A 17-year-old has learnt to live her life in "catch up" after being diagnosed with a speech disorder.
Ellen Dormer has spent her life struggling with her speech and was diagnosed just three years ago with developmental language disorder (DLD).
Ellen, from Thornton, first struggled pronouncing words when she was just two-years-old and has spent the last 15 years visiting Sefton Community Speech and Language Therapy via Alder Hey Children's Hospital.
READ MORE: Boyfriend dies after Queensway tunnel crash that killed girlfriend Paige Rice
Ellen's mum, Roisin Dormer, has told the ECHO: "From the age of two she had speech and language difficulties but wasn't diagnosed with developmental language disorder until about three years ago.
"This is only the fourth year that she has known that she has this condition. Ellen said when she got the diagnosis and she looked at it online she was crying.
"I thought 'have we done the wrong thing?' but she said no, they were happy tears because now she knows she's not on her own and it's not just her.
"It's quite a powerful thing. With the help of her uncle they put together her own website to help other young people and teachers. From that she really has tried to gain a voice. It's very hard when you're the quiet one to not be overlooked and be invisible.
"She didn't have the best of schooling so for Ellen it's to make sure that it doesn't happen to other people. She wants people to learn from the mistakes. It's sort of been her mission now for the last couple of years."
Ellen has difficulties talking and understanding language, but is excelling in college where she studies creative media.
Roisin, 50, told the ECHO: "Because it's an invisible disability people think 'they look normal what are they on about' but Ellen has described it as when you have something on the tip of your tongue and you can't get it out, that's what it's like for her.
"The brain's a fog and when she's spoken to it's like her brain is melting and needs to reset. She's done a series of posters that are quite powerful because we assume we know what it's like for somebody who has got the condition to show it.
The Sefton Live newsletter will bring you news from across the borough in a way you’ve never had it before.
Whether it's celebrating people, sharing issues or discussing latest news, our newsletter covers all things from Bootle to Southport, and everywhere in between.
Signing up is free and it only takes a minute for you to get the biggest stories, sent straight to your inbox.
How to sign up for a Sefton Live Email Update
1) Go to our dedicated newsletter page at this link.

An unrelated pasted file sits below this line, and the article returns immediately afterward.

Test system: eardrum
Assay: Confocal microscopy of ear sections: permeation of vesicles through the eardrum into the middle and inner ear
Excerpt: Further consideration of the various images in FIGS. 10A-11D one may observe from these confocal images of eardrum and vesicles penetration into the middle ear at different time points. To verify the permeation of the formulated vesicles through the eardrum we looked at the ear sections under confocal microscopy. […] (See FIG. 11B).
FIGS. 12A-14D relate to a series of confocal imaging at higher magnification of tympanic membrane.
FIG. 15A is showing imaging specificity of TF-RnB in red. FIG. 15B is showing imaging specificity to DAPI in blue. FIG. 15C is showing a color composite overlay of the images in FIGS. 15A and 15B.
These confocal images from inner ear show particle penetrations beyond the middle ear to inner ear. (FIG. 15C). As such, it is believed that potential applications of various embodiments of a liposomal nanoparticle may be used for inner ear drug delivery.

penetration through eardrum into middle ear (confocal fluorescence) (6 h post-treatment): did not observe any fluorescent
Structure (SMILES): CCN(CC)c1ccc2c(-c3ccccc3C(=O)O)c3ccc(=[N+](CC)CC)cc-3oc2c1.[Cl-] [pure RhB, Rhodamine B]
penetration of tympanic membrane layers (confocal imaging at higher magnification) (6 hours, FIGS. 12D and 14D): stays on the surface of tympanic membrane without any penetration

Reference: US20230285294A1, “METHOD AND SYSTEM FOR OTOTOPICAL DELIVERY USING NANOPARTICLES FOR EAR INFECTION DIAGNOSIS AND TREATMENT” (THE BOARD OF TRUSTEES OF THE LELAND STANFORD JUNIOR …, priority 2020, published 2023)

2) Put your email in the box where indicated
3) Tick Sefton Live.
4) Press Save changes and that's it!
5) There are plenty of other newsletters to choose from too.
"It's to have awareness with the schools, that was the aim for this year because that's where the link needs to be. Teachers need top be aware of it.
"I'm a teacher myself. Ellen wrote a poem that's gone out in teachers packs. The other thing is for it to be more known in the community so parents are more aware.
"Once they get to secondary school their behaviour and things like that could be masking a language disorder rather than the kids just being naughty."
Ellen is now working continuously to raise awareness around language difficulties.
She has designed posters, written poems and designed her own website, with her wanting to make life easier for those like her.
But it wasn't always this easy for Ellen.
When she became a bit older towards the end of primary school, it became clear that she was different to her peers.
Secondary school teacher Roisin told the ECHO: "It was very frustrating for her. If you saw videos of her it would break your heart. I was watching one the other day.
"When she was younger in primary school Ellen didn't know. It wasn't apparent how different she was from other people. Ellen was a real daredevil, she'd be dancing, laughing, but when it became more apparent in late juniors early secondary [school] the difference is obvious.
"They're able to talk ten to the dozen, they're able to socialise, Ellen hasn't got that. The biggest impact is the loneliness. When she was very little in infants she used to have a bit of frustration because she couldn't get the words out.
"She'd get very emotional from that but we've gone full circle now because she's recently been diagnosed with selective mutism.
"Now, in college for instance, she won't speak at all. It's heartbreaking. There are some really easy fixes that you can put into a classroom and put into everyday life that can help all these children such as slow down your talking, when you ask the question offer alternative answers, pause in between sentences so it gives them a bit of time to catch up.
"They don't cost anything and could help a lot of them to be able to participate more. I think for Ellen it can be very lonely but people who know Ellen say she's one of the strongest people and very resilient because she's had to put up with so much."
To visit Ellen's website, click here.
Receive newsletters with the latest news, sport and what's on updates from the Liverpool ECHO by signing up here